The Galápagos lie on the northern edge of the Nazca Plate (which drifts to the southeast), close to its junction with the Cocos Plate (which drifts to the north).

The Galapagos´Arid Zone

The Galapagos´Arid Zone



The Arid Zone, a wide area of lava, cinder and ash, exists up to about 200m (656ft).

Bartolomé is an example of an Arid Zone island.

The Highland (humid) Zone is defined by the lush evergreen forest and scalesia trees as tall as 10m (33ft) that thrive in the mist.

Humid areas are much wider on the southern or windward sides, at altitudes of 300-700m (1000-2300ft).

At the highest elevations, the moist, dense forest turns into treeless upland areas covered with ferns and grasses.

The Galápagos Islands are relatively young in the Earth’s overall geological time line, and their formation is an ongoing process.

The region is still volcanically active, with over 50 eruptions recorded since discovery of the islands in 1535.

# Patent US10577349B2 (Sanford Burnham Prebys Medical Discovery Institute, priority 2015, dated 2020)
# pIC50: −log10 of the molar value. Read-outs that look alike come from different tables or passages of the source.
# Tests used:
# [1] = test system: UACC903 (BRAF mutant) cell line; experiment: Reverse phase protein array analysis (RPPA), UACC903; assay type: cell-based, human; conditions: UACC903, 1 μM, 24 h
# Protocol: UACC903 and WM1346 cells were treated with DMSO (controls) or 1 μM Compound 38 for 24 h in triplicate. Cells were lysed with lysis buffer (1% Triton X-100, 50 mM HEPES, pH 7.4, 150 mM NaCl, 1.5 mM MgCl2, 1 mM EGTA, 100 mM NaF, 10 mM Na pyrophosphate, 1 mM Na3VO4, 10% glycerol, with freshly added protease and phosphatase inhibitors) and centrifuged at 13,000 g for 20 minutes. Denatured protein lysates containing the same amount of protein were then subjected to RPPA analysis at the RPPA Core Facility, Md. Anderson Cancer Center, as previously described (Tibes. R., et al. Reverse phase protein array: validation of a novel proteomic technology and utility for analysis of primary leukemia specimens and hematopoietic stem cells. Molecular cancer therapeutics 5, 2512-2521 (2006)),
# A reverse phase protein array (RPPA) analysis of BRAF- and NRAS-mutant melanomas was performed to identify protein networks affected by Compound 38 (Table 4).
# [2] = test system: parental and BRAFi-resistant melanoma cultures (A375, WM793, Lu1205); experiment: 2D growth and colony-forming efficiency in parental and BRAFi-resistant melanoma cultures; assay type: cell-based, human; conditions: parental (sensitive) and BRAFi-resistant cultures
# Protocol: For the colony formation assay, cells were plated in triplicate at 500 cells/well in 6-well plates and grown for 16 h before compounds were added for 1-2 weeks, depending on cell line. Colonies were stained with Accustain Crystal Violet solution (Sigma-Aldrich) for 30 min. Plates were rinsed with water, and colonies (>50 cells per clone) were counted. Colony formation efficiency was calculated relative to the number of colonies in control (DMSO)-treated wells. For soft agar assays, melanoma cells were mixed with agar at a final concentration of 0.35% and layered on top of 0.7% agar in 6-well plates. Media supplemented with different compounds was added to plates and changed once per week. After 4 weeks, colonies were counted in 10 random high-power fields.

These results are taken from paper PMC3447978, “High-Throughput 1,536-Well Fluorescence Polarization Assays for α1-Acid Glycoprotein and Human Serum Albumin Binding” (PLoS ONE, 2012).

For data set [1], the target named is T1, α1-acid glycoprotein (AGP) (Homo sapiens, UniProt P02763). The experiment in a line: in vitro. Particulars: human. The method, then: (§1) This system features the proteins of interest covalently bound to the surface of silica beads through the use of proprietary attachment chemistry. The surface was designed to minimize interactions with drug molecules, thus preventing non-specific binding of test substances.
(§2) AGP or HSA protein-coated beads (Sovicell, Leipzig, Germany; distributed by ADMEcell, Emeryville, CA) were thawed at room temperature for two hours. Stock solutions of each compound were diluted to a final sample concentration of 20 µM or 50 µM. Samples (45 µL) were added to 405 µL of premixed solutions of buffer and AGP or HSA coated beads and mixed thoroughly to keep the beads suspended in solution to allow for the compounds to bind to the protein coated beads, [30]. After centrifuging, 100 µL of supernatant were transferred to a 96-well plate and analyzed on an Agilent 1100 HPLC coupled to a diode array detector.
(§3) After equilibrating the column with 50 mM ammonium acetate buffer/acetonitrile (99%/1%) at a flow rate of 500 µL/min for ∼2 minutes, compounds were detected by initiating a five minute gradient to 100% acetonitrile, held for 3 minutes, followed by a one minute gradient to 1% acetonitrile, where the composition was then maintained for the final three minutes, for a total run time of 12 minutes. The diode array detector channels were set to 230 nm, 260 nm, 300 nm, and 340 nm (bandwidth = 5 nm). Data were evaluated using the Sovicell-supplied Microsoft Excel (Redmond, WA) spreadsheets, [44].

The most recent eruption of Cerro Azul on Isabela began May 28, 2008, followed by an eruption on the westernmost island, Fernandina, in April 2009.

HUMBOLDT EXPLORER AVAILABILITY 2018



HUMBOLDT EXPLORER AVAILABILITY 2018


HUMBOLDT EXPLORER
2018 
PRICE: $5095 
June 4-11- 1 male share, 1 female share
June 18-25- 6 spaces special price $3595 per person
July 30-Aug 6 – 1 female share
August 13-20- 1 cabins, 1 female share
Sept 3-10- 1 male share, 1 cabin $5095+$180 special itinerary
Oct 1-8 – 1 male share $5095 + $160 special itinerary
October 15-22- 1 female share
Oct 29- Nov 5 – 1 female share, 1 male share
Dec 24- 31, 2018 open
Dec 31- Jan 7 open
PHONE: +593999172235

Contact Us:
Galapagos Island Operator Mail Galasam Messenger Galapagos Diving Operator Whatsapp

Follow US:
Galasam Facebook   Galasam Twitter   Galasam Instagram   Galasam Youtube  Galasam Linkedin

Copyright Galasam Group

Subscribe Us

Translate